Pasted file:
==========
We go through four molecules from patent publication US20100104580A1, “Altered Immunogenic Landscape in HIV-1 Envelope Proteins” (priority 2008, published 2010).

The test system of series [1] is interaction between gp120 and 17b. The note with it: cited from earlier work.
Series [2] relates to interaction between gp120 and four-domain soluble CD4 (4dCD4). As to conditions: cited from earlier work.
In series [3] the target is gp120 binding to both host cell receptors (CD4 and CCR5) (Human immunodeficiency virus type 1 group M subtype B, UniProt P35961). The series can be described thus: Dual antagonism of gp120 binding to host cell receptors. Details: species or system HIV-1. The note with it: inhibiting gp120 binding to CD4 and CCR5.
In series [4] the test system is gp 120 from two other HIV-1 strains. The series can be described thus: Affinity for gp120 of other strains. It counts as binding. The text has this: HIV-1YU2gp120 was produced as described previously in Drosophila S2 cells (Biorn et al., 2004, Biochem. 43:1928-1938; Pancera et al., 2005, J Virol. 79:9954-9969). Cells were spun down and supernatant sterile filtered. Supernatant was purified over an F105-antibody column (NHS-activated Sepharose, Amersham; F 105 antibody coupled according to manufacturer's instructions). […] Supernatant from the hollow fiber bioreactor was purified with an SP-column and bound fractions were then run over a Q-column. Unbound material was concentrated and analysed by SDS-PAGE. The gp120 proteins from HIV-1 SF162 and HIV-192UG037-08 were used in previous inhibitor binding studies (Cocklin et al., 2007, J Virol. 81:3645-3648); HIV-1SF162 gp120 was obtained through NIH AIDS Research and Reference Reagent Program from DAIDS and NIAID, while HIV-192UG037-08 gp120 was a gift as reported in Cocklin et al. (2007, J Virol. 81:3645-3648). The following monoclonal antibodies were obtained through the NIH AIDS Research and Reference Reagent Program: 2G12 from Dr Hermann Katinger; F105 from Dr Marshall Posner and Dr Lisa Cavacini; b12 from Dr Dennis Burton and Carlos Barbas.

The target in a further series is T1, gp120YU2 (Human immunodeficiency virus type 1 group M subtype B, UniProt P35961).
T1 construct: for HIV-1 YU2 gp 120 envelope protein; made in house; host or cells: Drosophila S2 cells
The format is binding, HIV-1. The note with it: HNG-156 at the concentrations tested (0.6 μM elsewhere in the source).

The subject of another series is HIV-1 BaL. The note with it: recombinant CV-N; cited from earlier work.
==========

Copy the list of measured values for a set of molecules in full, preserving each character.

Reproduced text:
We go through four molecules from patent publication US20100104580A1, “Altered Immunogenic Landscape in HIV-1 Envelope Proteins” (priority 2008, published 2010).

The test system of series [1] is interaction between gp120 and 17b. The note with it: cited from earlier work.
Series [2] relates to interaction between gp120 and four-domain soluble CD4 (4dCD4). As to conditions: cited from earlier work.
In series [3] the target is gp120 binding to both host cell receptors (CD4 and CCR5) (Human immunodeficiency virus type 1 group M subtype B, UniProt P35961). The series can be described thus: Dual antagonism of gp120 binding to host cell receptors. Details: species or system HIV-1. The note with it: inhibiting gp120 binding to CD4 and CCR5.
In series [4] the test system is gp 120 from two other HIV-1 strains. The series can be described thus: Affinity for gp120 of other strains. It counts as binding. The text has this: HIV-1YU2gp120 was produced as described previously in Drosophila S2 cells (Biorn et al., 2004, Biochem. 43:1928-1938; Pancera et al., 2005, J Virol. 79:9954-9969). Cells were spun down and supernatant sterile filtered. Supernatant was purified over an F105-antibody column (NHS-activated Sepharose, Amersham; F 105 antibody coupled according to manufacturer's instructions). […] Supernatant from the hollow fiber bioreactor was purified with an SP-column and bound fractions were then run over a Q-column. Unbound material was concentrated and analysed by SDS-PAGE. The gp120 proteins from HIV-1 SF162 and HIV-192UG037-08 were used in previous inhibitor binding studies (Cocklin et al., 2007, J Virol. 81:3645-3648); HIV-1SF162 gp120 was obtained through NIH AIDS Research and Reference Reagent Program from DAIDS and NIAID, while HIV-192UG037-08 gp120 was a gift as reported in Cocklin et al. (2007, J Virol. 81:3645-3648). The following monoclonal antibodies were obtained through the NIH AIDS Research and Reference Reagent Program: 2G12 from Dr Hermann Katinger; F105 from Dr Marshall Posner and Dr Lisa Cavacini; b12 from Dr Dennis Burton and Carlos Barbas.

The target in a further series is T1, gp120YU2 (Human immunodeficiency virus type 1 group M subtype B, UniProt P35961).
T1 construct: for HIV-1 YU2 gp 120 envelope protein; made in house; host or cells: Drosophila S2 cells
The format is binding, HIV-1. The note with it: HNG-156 at the concentrations tested (0.6 μM elsewhere in the source).

The subject of another series is HIV-1 BaL. The note with it: recombinant CV-N; cited from earlier work.